Three patients with advanced cancer have become the first in the US to be treated with their own CRISPR-Cas9 modified T cells. The work, recently published in Science,1 details the CRISPR-Cas9–mediated knockout of 2 native T-cell receptors (TCRs) to increase efficacy and reduce toxicity of the T cells in 2 patients with multiple myeloma and 1 patient with liposarcoma. In addition, the team targeted the gene encoding PD-1 in the T cells to improve antitumor immunity, and introduced a synthetic T-cell receptor (TCR) targeting NY-ESO-1, a protein present on the tumors of the 3 patients.

All of the patients had metastatic disease and were heavily pretreated, both by chemotherapeutic regimens and transplants. Since the trial, 1 patient has died and the other 2 have seen their disease progress — but testing a potentially curative treatment was not the main goal of the trial, the researchers emphasized.

“These patients had no other treatment options left,” said Carl June, MD, director of the Center for Cellular Immunotherapies at the Perelman School of Medicine at the University of Pennsylvania and senior author of the paper. “The study wasn’t designed to test for efficacy — this was just a safety and feasibility study. For example, we wanted to know if the therapy would work at all in such heavily pretreated patients,” he added.

The main goals of the initial, small-scale trial were to test the feasibility of the multiplexed gene editing and also the safety profile of the treatment, with a main worry being that the patients’ immune systems would react to the Cas9 proteins expressed on the injected T cells after gene editing.


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“We showed that there was no problem with Cas9 immunogenicity,” said Dr June, and explained that there were concerns that individuals would experience an immune reaction to the Cas9 protein, due to previous exposure to Staphylococcus or Streptococcus bacteria. “The treatment was completely nontoxic,” he added, noting that the treatment could feasibly be done as an outpatient treatment with no fever or side effects related to the modified cells.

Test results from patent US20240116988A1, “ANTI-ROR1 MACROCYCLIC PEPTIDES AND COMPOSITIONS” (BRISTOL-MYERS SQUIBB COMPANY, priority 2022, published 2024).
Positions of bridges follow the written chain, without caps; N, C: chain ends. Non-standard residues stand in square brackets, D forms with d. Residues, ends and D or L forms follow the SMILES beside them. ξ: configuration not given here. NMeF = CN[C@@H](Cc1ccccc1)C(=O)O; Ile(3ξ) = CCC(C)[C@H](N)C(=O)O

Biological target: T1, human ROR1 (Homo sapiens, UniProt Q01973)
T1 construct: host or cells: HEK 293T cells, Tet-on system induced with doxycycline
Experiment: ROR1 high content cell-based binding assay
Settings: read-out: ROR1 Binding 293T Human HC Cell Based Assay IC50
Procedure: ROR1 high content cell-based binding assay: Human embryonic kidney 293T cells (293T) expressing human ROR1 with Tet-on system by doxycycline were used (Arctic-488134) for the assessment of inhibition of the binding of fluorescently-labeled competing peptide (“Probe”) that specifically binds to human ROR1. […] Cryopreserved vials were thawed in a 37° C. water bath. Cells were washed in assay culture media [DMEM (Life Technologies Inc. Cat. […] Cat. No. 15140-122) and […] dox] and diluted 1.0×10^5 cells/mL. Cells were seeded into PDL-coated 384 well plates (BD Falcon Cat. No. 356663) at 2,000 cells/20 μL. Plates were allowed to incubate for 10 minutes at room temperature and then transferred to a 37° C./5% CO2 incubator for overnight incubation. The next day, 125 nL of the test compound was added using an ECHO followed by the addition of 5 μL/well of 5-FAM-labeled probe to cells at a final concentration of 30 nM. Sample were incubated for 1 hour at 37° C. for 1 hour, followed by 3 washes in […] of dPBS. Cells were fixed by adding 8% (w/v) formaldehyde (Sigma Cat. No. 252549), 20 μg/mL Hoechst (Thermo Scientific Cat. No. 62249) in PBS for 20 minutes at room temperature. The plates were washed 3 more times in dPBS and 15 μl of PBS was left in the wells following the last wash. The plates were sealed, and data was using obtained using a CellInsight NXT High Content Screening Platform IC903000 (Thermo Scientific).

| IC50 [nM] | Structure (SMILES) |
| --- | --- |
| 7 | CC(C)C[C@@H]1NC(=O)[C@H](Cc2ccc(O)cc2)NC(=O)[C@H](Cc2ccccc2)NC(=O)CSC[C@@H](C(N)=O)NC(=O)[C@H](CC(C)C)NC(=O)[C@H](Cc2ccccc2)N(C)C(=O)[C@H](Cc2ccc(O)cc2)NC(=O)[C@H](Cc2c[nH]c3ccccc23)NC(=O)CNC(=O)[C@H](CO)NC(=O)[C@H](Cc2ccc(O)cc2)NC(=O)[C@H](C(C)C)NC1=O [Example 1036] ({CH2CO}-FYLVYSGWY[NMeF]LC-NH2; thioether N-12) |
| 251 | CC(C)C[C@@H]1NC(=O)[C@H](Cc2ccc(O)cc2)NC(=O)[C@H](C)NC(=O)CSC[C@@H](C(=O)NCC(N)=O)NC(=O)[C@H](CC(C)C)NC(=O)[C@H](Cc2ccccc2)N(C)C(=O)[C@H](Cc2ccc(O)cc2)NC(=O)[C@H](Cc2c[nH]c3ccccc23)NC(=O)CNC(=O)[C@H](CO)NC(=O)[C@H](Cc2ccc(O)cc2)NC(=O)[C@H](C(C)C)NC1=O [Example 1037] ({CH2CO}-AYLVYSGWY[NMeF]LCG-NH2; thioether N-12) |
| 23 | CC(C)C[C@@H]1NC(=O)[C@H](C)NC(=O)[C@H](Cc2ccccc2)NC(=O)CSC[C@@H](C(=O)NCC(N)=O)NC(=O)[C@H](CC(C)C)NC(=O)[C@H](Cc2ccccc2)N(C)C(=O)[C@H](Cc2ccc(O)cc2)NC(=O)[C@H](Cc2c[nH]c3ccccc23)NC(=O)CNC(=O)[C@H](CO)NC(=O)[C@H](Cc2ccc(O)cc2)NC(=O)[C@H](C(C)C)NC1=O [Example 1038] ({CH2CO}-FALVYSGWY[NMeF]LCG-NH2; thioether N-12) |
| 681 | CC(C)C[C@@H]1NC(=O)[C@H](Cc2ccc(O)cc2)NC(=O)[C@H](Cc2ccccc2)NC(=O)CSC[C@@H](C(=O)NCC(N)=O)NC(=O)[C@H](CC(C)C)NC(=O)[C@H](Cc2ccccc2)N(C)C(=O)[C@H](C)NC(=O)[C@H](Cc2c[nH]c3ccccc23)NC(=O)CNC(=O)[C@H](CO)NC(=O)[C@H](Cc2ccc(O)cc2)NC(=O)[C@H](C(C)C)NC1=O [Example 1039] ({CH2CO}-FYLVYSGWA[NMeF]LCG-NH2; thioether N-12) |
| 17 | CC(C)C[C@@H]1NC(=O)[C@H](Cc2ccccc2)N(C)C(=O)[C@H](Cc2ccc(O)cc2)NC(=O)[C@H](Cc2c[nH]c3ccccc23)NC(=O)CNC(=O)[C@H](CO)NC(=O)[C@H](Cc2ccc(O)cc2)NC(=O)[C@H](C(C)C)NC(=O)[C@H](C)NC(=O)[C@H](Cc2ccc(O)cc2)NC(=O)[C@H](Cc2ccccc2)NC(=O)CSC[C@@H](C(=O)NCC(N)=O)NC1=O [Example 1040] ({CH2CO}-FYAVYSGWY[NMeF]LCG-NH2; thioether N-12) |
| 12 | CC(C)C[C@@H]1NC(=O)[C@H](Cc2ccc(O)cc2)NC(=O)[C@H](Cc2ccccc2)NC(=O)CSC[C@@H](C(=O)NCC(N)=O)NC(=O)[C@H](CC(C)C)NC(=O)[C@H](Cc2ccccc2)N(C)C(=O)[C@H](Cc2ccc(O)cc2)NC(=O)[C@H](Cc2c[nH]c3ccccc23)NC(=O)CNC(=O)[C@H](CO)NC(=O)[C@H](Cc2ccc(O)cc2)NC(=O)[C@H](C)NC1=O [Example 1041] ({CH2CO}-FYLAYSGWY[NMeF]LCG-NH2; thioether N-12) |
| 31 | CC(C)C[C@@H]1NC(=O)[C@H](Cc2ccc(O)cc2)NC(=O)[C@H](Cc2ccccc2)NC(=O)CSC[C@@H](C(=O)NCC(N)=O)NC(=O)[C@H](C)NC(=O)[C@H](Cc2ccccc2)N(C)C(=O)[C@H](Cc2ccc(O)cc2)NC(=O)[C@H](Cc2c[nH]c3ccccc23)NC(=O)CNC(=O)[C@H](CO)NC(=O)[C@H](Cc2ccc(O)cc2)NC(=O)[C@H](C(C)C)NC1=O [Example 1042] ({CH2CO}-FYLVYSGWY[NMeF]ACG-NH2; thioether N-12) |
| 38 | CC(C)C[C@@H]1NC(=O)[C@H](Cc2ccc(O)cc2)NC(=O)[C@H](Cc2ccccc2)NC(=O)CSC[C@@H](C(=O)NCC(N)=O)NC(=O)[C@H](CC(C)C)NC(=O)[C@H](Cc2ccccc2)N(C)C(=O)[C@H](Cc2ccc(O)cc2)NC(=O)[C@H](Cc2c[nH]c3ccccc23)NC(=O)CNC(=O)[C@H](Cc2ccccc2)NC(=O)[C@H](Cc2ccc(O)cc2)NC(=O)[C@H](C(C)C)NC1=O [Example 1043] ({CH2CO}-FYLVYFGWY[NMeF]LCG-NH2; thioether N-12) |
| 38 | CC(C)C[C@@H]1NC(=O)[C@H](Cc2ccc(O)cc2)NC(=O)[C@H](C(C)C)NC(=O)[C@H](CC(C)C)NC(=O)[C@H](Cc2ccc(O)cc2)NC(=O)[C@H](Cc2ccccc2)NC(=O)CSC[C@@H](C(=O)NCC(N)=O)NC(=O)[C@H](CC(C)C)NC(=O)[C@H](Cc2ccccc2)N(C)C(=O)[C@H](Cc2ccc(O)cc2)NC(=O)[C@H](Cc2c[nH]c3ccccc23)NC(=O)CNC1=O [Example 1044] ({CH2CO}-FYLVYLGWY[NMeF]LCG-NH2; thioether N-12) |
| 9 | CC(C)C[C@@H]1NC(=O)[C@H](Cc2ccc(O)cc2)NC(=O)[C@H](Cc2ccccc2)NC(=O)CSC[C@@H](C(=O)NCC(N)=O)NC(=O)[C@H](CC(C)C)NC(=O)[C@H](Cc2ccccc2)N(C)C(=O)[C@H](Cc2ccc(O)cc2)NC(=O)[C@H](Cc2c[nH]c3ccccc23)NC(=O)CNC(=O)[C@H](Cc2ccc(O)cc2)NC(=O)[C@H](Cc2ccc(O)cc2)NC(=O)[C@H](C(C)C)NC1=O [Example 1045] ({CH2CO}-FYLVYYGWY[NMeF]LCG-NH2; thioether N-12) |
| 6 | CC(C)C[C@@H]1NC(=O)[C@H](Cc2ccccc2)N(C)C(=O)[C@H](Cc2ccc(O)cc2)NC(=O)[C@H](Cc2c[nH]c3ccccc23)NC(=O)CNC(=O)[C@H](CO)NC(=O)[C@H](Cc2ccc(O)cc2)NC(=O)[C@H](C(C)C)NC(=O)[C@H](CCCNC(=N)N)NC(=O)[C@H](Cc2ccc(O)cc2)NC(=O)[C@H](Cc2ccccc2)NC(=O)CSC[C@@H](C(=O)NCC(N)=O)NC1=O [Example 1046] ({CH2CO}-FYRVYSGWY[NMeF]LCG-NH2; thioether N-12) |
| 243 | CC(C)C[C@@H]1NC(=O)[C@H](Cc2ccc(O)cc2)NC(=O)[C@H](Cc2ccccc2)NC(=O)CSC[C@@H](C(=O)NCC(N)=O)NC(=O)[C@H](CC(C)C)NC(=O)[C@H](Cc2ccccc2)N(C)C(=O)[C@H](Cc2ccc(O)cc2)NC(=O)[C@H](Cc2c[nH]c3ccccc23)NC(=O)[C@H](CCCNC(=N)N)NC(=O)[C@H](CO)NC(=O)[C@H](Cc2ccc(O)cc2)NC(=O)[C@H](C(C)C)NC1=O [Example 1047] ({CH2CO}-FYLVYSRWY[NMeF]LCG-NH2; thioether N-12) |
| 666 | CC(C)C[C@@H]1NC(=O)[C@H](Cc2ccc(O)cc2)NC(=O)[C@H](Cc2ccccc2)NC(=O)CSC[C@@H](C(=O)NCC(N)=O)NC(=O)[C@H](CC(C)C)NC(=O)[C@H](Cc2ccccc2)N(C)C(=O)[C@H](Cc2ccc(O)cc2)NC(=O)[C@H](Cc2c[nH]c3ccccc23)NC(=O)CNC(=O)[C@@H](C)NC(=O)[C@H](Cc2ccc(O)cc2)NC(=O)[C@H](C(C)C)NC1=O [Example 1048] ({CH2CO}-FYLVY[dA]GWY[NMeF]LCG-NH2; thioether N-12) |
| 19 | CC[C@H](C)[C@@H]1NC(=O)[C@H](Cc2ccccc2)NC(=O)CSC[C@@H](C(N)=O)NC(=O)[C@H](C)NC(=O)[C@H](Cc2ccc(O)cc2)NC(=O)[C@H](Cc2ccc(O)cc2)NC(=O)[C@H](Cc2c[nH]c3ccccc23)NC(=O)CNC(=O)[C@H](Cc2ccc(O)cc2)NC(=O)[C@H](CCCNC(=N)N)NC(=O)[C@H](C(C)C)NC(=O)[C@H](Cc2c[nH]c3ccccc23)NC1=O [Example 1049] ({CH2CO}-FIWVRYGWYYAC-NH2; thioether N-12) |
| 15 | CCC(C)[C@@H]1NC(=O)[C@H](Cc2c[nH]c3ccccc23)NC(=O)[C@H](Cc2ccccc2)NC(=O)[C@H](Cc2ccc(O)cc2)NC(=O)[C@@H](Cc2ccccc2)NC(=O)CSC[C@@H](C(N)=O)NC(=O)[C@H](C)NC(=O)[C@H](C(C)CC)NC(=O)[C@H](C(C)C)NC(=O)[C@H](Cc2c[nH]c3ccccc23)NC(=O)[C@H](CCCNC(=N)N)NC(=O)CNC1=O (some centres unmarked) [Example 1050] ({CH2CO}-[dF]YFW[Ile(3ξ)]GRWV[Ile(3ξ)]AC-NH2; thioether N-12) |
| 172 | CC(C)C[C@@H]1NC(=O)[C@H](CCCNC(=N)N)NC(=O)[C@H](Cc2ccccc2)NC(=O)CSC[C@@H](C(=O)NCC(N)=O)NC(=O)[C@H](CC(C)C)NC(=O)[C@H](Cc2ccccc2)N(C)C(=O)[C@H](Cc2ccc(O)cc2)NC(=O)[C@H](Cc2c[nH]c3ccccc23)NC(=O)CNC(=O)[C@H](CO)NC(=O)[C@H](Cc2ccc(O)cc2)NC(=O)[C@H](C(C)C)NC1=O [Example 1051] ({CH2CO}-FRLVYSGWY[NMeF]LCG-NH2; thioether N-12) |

“This is a groundbreaking paper showing you can get away with this type of gene editing and can improve persistence and engraftment of these T cells,” said David Maloney, MD, PhD, medical director of cellular immunotherapy at the Immunotherapy Integrated Research Center at Fred Hutchinson Cancer Research Center in Seattle, Washington. “However, there was only minimal evidence of antitumor activity — but it appears to be safe,” he added.

The modified T cells also showed persistence and trafficking to the tumor sites, giving hope that these modifications introduced by the gene editing may help tackle the T-cell exhaustion2 that is often seen when treating solid tumors with chimeric antigen receptor T cells (CAR-T).

“In 1 of the patients, they took some blood after 4 months and showed the infused T cells ultimately formed memory T-cell phenotypes, which is what happens naturally when we respond to infections, instead of an exhausted phenotype seen in solid tumors,” said Astero Klampatsa, PhD, team leader in thoracic oncology immunotherapy at The Institute of Cancer Research in London, U.K.

Despite the therapies showing an excellent safety profile in the 3 patients treated, a major concern was whether there were mutations introduced in the T cells by the CRISPR-Cas9 gene editing. Theoretically, if mutations are introduced in an oncogene, for example, they could result in transformation of the T cells themselves, forming hematological malignancies.

“We used a very sensitive assay to look for off-target effects of the CRISPR-Cas9 editing. Almost all of the edits were on target and for the PD-1 guide, it was 100% on target. The least specific was the T-cell beta guide RNA and we’ve since made a better one,” said Dr June.

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Dr June is keen to stress that the CRISPR-Cas9 technology has evolved significantly since the group began using it for this particular study in 2016, believing that the frequency of mutations encountered in the edited T cells would be further reduced using more modern CRISPR-Cas9 techniques.

“Obviously, everything that involves DNA manipulation is a concern. With CRISPR in humans, we have to give it time and do studies with bigger pools of patients. We really don’t know what a lot of these mutations mean and if they are significant. If they are, we should see this after a few months in the [gene-edited] product,” said Dr Klampatsa.

Dr June also noted that more than 1000 patients have been treated with virus-modified T cells with no cases of new hematological malignancies so far. But even with improved technologies, are these gene-edited cells a concern if they are to have a future as a cancer therapy?